I read somewhere that Here Comes Summer Again was written and recorded between August 1 and 2 in 1977. Do you typically write that fast?
Nope, not necessarily. That song particularly just sort of came together. I really don’t go too far and take weeks or months to finish a song. Its more a situation of, “that’s good enough, let’s move on!”
Do you tend to write as you record, or do you typically have the songs fully worked out beforehand?
I tend to do both. A lot of times, it’s great to write as you record; the song sort of writes itself. I really love doing that, but other times the songwriter in me tries to get a good composition before anything else.
I noticed that I Go Into Your Mind is originally off of Clack!, but the version that appears on Lo-Fi High Fives is an updated version from Conscientious Objector. Is it important for you to take songs from long ago and breathe new life into them?
Sometimes, but it can also be important to just leave some of my older material alone. That has been a career dilemma forever - battling the lo-fi and trying to improve upon it, but often you lose a lot of the original composition.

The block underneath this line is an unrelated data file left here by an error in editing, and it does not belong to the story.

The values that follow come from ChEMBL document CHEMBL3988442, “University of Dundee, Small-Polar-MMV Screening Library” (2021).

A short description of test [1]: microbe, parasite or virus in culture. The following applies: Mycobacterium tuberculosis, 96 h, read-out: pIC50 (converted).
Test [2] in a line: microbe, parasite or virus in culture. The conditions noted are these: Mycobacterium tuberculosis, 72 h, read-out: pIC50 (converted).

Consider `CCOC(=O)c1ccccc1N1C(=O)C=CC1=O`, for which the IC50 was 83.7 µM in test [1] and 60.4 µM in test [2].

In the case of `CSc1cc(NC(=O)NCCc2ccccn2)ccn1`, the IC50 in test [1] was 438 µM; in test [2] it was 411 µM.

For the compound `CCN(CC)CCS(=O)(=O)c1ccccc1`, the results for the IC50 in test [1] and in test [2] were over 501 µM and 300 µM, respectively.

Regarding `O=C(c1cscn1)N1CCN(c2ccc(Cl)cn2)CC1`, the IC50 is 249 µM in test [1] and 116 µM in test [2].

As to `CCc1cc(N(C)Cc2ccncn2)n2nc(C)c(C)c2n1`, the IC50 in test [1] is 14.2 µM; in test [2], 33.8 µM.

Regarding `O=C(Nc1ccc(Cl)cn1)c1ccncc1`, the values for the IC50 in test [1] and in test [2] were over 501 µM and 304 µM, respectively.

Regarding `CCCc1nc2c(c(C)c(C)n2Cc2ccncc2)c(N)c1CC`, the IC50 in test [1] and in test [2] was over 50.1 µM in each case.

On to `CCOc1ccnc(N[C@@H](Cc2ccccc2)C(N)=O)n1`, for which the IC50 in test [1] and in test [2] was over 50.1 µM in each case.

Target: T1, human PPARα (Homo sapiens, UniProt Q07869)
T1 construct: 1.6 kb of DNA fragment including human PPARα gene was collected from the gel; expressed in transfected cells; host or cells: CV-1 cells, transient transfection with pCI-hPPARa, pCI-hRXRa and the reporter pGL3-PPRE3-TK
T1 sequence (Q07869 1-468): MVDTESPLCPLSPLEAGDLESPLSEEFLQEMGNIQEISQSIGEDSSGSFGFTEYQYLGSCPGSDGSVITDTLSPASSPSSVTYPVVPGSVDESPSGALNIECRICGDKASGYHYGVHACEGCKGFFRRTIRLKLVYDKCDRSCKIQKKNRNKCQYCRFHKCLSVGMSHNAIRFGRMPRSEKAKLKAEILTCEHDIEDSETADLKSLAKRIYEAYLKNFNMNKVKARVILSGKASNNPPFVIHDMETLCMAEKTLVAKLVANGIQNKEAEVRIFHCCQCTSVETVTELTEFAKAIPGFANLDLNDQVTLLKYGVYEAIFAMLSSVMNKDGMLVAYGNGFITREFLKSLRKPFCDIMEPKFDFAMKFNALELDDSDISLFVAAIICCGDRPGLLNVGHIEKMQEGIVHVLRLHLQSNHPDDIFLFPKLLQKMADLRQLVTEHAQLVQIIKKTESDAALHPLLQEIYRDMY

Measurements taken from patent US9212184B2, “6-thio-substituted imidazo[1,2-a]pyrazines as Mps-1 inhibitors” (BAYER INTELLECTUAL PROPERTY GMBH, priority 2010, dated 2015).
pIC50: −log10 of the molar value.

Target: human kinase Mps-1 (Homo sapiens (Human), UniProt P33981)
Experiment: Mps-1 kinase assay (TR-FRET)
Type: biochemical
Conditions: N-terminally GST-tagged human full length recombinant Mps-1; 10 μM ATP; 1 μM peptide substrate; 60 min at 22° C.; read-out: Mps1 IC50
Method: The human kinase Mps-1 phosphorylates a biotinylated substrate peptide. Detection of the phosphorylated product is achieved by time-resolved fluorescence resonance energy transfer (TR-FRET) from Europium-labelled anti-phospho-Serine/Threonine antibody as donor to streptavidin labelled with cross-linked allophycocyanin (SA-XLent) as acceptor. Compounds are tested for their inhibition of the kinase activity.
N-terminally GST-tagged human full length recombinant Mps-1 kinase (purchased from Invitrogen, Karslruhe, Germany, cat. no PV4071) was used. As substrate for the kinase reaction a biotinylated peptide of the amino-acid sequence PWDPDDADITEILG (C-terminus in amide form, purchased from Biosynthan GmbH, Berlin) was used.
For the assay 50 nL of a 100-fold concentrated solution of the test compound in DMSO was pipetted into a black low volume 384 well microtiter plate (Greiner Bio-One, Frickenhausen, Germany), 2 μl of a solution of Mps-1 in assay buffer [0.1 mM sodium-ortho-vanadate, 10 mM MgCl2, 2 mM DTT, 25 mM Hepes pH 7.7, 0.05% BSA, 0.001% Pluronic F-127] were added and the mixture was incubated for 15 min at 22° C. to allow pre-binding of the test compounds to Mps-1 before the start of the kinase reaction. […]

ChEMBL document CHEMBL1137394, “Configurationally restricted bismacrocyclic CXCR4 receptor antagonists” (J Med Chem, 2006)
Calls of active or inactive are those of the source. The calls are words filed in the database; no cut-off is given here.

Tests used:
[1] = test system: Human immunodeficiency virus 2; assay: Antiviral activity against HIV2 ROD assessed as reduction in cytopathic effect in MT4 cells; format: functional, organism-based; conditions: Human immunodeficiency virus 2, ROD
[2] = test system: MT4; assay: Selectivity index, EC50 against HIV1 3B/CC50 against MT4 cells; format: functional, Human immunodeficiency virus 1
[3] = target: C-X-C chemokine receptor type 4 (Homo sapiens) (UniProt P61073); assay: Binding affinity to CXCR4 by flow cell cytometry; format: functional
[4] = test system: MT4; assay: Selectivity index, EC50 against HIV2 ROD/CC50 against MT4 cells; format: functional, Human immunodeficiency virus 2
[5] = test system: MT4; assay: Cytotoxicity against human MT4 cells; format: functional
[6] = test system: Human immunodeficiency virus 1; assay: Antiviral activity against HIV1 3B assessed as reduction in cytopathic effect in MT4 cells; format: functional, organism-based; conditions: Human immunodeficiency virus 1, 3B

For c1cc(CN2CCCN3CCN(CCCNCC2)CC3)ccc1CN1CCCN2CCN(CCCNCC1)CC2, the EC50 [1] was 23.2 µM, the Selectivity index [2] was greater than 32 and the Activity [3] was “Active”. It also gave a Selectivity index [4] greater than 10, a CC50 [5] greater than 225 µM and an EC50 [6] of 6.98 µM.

You’re mostly known for your home recordings, but you have entered into studio sessions a few times in your career, specifically for Clack! and Glad Music. How does your approach in the studio compare to that of when you are home recording?
No, recording is recording! I like handheld mp3 recorders just the same as I like building enormous 48-track recordings. I can be just as spontaneous and creative in the studio as I can be at home. It’s really all the same to me.
I was excited to see that you included a song from your recent collaboration with Ariel Pink, Dutch Me. That collaboration seemed like a long time coming, was your approach any different working with him compared to doing solo stuff?
Not really, I’ve done tons of collaborations before! Throughout my whole career I’ve done a bunch of “collabs.” There really isn’t much different about it to me.
John Maus is another R. Stevie “disciple”, any plans to collaborate with him?
No, never. Actually, it’s possible. I think me and John Maus should do a spoken word album, one where he’s talking and I continually interrupt him ‘cause he won’t stop talking! *begins frantically blowing his harmonica*
Actually, I’ve always wondered if you had ever done a spoken word album. I know you have a pretty enormous backlog of material. Is that among them?
Sure, but not with an official record label though. I sort of have two discographies: my own that contains all of my self-released material and the official releases, which are what record labels decided to put out over the years.
Are there any plans to reissue any of your back catalog?
That’s actually been a big thing for me. People are getting tired of all of these “best of” compilations; not necessarily because of any overlap tracks, but more so because people are eager to hear the songs in their original sequence, as I intended them. Delicate Tension is pretty high on the priority list right now to be reissued.